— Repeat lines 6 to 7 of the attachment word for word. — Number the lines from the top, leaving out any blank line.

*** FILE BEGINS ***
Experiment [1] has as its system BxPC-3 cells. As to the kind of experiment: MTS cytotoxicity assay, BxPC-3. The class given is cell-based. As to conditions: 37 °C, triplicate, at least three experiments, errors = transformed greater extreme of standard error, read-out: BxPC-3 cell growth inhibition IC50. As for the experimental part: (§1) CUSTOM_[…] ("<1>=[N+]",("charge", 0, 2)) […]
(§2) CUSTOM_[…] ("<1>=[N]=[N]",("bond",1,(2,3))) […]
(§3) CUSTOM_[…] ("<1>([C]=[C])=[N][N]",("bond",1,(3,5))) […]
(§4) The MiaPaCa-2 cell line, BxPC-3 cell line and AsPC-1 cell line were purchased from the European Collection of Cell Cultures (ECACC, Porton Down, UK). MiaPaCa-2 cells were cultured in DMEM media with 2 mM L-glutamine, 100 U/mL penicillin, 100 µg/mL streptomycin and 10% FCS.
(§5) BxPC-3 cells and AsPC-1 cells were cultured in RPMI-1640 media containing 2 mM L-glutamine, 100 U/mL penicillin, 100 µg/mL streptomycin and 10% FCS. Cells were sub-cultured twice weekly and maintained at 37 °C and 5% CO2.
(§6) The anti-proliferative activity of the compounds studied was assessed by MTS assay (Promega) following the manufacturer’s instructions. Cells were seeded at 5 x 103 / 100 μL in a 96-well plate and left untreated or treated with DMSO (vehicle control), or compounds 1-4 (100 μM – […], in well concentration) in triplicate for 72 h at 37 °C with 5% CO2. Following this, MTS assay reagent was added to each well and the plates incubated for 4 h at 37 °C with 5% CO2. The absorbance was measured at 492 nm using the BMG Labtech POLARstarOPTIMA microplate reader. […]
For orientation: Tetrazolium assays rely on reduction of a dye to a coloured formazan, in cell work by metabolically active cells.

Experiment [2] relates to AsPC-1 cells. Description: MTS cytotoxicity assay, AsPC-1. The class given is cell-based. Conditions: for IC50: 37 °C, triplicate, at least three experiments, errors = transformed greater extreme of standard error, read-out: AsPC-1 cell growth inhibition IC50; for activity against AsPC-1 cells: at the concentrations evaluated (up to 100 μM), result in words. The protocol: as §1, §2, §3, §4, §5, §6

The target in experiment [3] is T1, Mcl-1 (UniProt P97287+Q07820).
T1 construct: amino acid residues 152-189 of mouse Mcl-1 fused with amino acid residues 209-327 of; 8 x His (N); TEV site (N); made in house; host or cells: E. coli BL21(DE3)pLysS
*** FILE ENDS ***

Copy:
(§6) The anti-proliferative activity of the compounds studied was assessed by MTS assay (Promega) following the manufacturer’s instructions. Cells were seeded at 5 x 103 / 100 μL in a 96-well plate and left untreated or treated with DMSO (vehicle control), or compounds 1-4 (100 μM – […], in well concentration) in triplicate for 72 h at 37 °C with 5% CO2. Following this, MTS assay reagent was added to each well and the plates incubated for 4 h at 37 °C with 5% CO2. The absorbance was measured at 492 nm using the BMG Labtech POLARstarOPTIMA microplate reader. […]
For orientation: Tetrazolium assays rely on reduction of a dye to a coloured formazan, in cell work by metabolically active cells.